In the Kumaon region of the Himalayas, the mountains are believed to be 'Dev Bhoomi' - the abode of the gods. In a little village here, under the shadow of Trishul and Nanda Devi, Pamela Chatterjee has found a home, after decades spent in the big cities of the plains. She lives among the villagers as one of them, sharing their daily lives. Here, farmers toil in the fields and hope that the weather is kind to them; women are isolated during their monthly 'unclean period'; and young brides move to a different village. As the seasons change from the long spring straight to the monsoons and then the bitterly cold winter, some old beliefs make way for new ones. Farmers agree to put aside ancient cures and adopt new scientific procedures to counter the rapidly spreading foot-and-mouth disease in their livestock, older women struggle with pens as their children show them how to sign their names, and people come together to lay pipes to bring water to an isolated hamlet.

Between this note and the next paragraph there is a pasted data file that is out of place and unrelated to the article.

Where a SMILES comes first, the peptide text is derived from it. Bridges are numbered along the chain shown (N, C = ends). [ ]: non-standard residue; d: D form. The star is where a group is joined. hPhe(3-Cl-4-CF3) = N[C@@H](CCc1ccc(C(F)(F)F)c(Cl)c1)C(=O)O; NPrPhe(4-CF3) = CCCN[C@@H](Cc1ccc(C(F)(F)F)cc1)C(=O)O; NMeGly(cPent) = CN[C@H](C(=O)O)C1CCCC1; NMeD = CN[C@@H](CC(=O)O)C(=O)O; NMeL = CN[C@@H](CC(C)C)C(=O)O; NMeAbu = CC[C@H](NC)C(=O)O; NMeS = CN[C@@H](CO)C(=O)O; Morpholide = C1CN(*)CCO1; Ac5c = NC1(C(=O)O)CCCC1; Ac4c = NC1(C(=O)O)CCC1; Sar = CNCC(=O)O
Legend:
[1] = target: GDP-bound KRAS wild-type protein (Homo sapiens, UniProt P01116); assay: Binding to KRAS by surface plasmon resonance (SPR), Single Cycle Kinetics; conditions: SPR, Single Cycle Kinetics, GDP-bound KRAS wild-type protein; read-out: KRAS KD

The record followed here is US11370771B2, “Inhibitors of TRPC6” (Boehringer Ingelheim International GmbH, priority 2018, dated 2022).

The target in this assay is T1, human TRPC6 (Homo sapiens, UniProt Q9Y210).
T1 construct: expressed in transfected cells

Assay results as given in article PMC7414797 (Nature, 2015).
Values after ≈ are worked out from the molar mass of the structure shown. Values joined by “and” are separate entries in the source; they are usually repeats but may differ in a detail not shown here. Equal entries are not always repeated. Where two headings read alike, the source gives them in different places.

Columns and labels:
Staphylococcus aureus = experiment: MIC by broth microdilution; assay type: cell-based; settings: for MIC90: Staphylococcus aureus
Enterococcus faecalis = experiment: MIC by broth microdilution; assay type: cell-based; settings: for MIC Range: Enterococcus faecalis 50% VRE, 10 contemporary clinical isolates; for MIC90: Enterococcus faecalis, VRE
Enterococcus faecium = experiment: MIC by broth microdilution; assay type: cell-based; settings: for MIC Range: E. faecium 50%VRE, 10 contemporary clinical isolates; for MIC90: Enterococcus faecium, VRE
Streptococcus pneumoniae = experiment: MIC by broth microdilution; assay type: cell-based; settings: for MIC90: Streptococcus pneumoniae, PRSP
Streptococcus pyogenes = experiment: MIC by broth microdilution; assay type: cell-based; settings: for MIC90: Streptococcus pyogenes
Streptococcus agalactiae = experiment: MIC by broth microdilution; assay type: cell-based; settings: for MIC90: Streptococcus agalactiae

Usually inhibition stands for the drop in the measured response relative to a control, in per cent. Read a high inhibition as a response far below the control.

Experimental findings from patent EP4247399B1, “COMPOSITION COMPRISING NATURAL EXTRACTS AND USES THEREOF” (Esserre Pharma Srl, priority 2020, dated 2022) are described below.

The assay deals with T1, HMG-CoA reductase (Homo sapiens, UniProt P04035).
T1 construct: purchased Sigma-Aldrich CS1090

Full of many such memorable vignettes, "Listen to the Mountains" blends observations of the flora and fauna with descriptions of the culture, traditions and rituals of Kumaon, and is enriched by the wonderfully intimate portrayals of the local people. Adding to the charm of the book are Catherine Addor-Confino's brilliant illustrations.
Pamela Chatterjee spent her early years in the hills, and although she spent thirty years of her adult life in Mumbai, the call of the mountains persisted. Only after her two daughters grew up and found their own way in life was she able to move to the mountains again. She now lives in a village in Kumaon, Uttaranchal. This is her first book.